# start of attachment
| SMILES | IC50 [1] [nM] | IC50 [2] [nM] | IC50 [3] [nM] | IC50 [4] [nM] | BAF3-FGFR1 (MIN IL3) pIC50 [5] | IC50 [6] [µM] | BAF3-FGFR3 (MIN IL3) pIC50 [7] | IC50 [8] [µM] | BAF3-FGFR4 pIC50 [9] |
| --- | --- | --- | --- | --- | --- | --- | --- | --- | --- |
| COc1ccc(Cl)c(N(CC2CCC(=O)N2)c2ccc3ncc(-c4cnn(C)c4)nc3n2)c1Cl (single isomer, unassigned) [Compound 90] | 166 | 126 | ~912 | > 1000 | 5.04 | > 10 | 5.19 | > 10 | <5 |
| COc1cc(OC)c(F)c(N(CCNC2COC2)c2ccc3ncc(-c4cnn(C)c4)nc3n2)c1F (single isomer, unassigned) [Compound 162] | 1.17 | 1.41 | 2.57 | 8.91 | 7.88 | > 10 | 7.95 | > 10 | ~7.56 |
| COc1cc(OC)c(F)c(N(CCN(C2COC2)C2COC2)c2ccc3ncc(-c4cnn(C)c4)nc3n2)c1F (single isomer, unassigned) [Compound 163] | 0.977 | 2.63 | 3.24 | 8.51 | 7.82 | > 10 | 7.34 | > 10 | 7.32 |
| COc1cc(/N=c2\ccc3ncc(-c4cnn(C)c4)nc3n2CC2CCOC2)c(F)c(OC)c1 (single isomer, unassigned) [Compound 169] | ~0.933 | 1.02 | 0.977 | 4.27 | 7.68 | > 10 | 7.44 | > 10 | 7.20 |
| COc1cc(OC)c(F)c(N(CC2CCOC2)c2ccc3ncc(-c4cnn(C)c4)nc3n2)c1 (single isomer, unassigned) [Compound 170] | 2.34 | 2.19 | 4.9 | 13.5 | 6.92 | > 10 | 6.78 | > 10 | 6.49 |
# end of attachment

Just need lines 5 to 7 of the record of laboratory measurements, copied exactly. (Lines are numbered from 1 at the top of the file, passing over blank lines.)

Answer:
| COc1cc(OC)c(F)c(N(CCN(C2COC2)C2COC2)c2ccc3ncc(-c4cnn(C)c4)nc3n2)c1F (single isomer, unassigned) [Compound 163] | 0.977 | 2.63 | 3.24 | 8.51 | 7.82 | > 10 | 7.34 | > 10 | 7.32 |
| COc1cc(/N=c2\ccc3ncc(-c4cnn(C)c4)nc3n2CC2CCOC2)c(F)c(OC)c1 (single isomer, unassigned) [Compound 169] | ~0.933 | 1.02 | 0.977 | 4.27 | 7.68 | > 10 | 7.44 | > 10 | 7.20 |
| COc1cc(OC)c(F)c(N(CC2CCOC2)c2ccc3ncc(-c4cnn(C)c4)nc3n2)c1 (single isomer, unassigned) [Compound 170] | 2.34 | 2.19 | 4.9 | 13.5 | 6.92 | > 10 | 6.78 | > 10 | 6.49 |